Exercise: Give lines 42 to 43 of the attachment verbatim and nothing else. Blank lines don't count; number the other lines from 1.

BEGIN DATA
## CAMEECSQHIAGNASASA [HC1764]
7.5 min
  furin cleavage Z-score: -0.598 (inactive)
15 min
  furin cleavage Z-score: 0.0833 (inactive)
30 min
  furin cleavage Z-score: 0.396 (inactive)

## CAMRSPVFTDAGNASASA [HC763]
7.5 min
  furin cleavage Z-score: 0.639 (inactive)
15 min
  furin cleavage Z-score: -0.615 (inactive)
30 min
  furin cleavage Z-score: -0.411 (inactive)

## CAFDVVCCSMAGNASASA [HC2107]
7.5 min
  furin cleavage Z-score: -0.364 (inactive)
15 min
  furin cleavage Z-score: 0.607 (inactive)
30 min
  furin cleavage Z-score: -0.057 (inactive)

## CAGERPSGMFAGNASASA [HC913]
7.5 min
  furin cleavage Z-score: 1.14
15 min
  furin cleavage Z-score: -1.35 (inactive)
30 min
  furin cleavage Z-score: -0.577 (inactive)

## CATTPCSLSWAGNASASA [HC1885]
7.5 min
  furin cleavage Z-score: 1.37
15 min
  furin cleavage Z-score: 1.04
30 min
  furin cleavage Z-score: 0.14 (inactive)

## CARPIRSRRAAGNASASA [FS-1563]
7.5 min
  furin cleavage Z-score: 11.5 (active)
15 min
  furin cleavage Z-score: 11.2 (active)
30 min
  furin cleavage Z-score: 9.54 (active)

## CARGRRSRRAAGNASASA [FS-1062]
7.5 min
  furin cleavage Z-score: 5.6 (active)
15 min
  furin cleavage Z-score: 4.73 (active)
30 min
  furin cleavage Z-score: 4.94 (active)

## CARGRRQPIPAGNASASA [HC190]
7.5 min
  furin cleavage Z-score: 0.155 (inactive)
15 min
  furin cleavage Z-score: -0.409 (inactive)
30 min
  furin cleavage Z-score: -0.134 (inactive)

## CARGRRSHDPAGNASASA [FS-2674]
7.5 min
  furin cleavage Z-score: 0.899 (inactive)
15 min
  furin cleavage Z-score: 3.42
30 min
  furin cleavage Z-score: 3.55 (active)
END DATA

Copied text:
  furin cleavage Z-score: 9.54 (active)

## CARGRRSRRAAGNASASA [FS-1062]